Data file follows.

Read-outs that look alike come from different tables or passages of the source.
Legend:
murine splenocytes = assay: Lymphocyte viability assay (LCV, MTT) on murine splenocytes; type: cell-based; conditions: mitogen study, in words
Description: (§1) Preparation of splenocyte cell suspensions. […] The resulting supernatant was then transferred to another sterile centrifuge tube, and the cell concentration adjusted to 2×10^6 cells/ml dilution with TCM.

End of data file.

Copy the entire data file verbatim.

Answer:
Read-outs that look alike come from different tables or passages of the source.
Legend:
murine splenocytes = assay: Lymphocyte viability assay (LCV, MTT) on murine splenocytes; type: cell-based; conditions: mitogen study, in words
Description: (§1) Preparation of splenocyte cell suspensions. […] The resulting supernatant was then transferred to another sterile centrifuge tube, and the cell concentration adjusted to 2×10^6 cells/ml dilution with TCM.